International finance

Christoph Trebesch, 27 March 2020

In international crises, disasters and wars, private lenders disappear. But governments have stepped in and lent far more to each other than we previously thought. Christoph Trebesch tells Tim Phillips that new data on  200 years of official lending may contain unexpected good news for countries crippled by Covid-19.

Bo Becker, Ulrich Hege, Pierre Mella-Barral, 21 March 2020

The coronavirus pandemic is likely to lead to a steep, and potentially protracted, economic downturn. In response, many countries have implemented ambitious packages to support households and businesses. This column argues that in light of already elevated debt burdens, provisions for future debt restructuring should be made as soon as possible. These include carefully designed bailout packages, speedier in-court insolvency proceedings, and a stronger role of the state in dealing with renegotiations. Failure to plan and prepare for these cases could lead to a much slower economic recovery.

Sebastian Horn, Carmen Reinhart, Christoph Trebesch, 20 March 2020

The world is coping with a global disaster, as the new Coronavirus takes a toll on many lost lives and a severe impact on economic activity. To provide a long-run perspective, this column documents the international response to a variety of disasters since 1790. Based on a new comprehensive database on loans extended by governments and central banks, official (sovereign-to-sovereign) international lending is much larger than generally known. Official lending spikes in times of global turmoil, such as wars, financial crises or natural disasters. Indeed, in these periods, official capital flows have repeatedly surpassed total private capital flows in the past two centuries. Wars, in particular, were accompanied by large surges in the volume of official cross-border lending.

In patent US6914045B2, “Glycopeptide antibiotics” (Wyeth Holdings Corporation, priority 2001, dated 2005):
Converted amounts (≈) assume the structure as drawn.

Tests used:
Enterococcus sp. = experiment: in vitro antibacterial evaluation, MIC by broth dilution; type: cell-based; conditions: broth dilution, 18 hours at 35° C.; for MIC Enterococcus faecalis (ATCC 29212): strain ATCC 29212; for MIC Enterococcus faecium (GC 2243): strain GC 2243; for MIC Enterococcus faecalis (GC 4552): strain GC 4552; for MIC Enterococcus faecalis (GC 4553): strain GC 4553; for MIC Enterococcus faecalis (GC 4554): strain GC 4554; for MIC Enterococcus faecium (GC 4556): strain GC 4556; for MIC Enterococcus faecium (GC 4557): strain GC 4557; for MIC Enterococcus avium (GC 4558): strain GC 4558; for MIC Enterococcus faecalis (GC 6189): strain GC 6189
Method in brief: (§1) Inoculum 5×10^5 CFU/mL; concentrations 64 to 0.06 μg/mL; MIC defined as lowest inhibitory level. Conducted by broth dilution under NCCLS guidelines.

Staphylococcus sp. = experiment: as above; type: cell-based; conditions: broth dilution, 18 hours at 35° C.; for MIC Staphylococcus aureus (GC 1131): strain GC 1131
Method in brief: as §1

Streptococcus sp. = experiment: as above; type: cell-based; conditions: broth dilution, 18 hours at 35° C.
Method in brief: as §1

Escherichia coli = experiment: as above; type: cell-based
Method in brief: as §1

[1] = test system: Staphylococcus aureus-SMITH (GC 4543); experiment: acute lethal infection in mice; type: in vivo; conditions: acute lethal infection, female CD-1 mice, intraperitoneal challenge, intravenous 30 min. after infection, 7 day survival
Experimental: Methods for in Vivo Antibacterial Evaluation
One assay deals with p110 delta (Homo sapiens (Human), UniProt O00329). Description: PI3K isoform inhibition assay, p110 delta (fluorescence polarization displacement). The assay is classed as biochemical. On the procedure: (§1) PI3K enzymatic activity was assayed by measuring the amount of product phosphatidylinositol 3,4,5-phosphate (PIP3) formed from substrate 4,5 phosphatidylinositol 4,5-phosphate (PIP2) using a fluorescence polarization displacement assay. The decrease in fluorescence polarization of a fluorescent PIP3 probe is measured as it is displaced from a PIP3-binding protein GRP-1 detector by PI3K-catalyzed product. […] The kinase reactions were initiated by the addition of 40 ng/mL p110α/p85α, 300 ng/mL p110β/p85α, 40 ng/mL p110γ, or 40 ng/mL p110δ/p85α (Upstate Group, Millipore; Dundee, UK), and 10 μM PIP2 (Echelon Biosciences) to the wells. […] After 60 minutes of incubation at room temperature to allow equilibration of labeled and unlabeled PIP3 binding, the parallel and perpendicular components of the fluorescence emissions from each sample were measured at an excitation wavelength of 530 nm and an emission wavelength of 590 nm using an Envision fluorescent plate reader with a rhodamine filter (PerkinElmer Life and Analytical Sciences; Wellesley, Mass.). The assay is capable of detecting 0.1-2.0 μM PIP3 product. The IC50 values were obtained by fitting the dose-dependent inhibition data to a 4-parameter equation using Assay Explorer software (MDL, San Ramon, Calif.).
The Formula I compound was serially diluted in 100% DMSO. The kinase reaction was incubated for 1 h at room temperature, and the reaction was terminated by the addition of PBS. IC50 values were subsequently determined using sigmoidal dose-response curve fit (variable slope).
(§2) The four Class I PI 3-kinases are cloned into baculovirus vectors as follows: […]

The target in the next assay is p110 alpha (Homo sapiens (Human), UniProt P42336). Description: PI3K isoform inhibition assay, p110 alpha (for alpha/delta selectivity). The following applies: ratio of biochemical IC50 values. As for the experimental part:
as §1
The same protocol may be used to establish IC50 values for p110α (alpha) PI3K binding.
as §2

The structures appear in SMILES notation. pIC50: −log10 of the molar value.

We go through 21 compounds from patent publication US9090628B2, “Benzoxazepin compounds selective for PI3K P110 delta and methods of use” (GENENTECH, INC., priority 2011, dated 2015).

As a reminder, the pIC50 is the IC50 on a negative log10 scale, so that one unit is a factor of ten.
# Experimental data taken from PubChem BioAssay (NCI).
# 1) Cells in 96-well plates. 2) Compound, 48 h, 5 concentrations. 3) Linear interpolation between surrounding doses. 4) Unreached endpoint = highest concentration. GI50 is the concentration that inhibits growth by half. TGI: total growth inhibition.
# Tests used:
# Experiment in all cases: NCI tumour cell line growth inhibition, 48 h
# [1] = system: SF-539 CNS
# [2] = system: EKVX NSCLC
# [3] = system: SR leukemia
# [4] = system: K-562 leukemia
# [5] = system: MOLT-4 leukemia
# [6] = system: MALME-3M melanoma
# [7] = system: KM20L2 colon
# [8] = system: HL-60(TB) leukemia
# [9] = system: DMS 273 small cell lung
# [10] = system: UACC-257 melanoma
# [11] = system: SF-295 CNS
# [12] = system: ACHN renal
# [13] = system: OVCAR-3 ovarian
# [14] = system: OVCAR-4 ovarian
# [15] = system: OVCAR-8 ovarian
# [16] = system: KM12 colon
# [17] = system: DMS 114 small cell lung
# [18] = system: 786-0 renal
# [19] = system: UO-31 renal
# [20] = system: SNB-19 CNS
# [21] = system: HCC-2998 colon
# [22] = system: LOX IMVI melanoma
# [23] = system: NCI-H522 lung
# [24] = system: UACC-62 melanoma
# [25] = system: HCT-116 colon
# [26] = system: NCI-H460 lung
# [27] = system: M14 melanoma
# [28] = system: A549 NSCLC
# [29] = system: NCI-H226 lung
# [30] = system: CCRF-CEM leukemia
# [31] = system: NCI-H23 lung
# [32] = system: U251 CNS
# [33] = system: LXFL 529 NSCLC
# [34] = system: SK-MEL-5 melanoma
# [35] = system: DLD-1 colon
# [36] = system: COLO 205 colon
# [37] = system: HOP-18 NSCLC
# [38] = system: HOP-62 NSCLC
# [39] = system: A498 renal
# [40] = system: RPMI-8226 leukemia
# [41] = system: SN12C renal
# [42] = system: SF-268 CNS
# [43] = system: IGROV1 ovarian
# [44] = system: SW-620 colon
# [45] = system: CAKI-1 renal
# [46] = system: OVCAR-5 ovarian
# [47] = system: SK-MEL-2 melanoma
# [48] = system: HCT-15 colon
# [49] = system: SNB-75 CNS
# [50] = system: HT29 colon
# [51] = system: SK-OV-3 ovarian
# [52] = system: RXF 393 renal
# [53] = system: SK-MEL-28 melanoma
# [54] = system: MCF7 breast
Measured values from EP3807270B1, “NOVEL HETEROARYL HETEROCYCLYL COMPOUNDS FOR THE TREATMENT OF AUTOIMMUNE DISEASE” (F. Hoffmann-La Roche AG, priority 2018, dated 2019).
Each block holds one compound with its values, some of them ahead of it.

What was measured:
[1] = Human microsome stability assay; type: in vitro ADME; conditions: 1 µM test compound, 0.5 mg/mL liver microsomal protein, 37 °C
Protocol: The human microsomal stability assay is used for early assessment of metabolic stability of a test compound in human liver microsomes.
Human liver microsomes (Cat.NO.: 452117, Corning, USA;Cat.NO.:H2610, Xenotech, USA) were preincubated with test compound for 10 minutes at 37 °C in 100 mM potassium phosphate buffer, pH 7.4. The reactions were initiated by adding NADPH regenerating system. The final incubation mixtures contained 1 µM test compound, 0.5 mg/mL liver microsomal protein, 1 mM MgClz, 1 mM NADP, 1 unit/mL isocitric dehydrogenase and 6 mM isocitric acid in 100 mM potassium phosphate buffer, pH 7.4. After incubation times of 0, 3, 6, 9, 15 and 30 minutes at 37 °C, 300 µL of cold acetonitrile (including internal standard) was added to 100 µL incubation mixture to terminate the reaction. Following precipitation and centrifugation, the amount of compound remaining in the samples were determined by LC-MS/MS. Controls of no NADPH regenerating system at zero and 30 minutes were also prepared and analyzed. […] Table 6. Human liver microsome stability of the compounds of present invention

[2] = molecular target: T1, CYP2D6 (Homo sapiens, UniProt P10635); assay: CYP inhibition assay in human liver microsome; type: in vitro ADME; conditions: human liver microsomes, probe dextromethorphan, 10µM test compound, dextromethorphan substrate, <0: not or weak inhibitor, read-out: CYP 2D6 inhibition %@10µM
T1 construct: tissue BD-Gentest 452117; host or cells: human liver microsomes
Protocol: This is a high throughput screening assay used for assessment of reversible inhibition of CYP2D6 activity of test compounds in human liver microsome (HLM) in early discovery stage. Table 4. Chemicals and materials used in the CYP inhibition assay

Martin Hodula, 16 March 2020

The shadow banking system has become an important source of funding worldwide for the real economy over the last two decades. Europe is no exception, though research on shadow banking there has been relative scarce. This column shows that European shadow banking is highly procyclical, intertwined with insurance corporations and pension funds, and a terminal station for regulatory arbitrage. It also discusses the existence of two main motives that explain the growth of shadow banking, both prior and post-Global Crisis: a funding-cost motive and a search-for-yield motive. 

Benjamin Born, Gernot Müller, Johannes Pfeifer, Susanne Wellmann, 13 March 2020

Country spreads have traditionally been discussed in the context of emerging market economies, which tend to have high and volatile spreads. This column analyses spreads for both emerging and advanced economies before and after the Global Crisis. It argues that an ‘unpleasant convergence’ took place after 2008 and that the behaviour of country spreads in advanced economies is now similar to that in emerging economies. This is due to a both a decline in the volatility of the spreads for most emerging economies and an increase in volatility for advanced economies.

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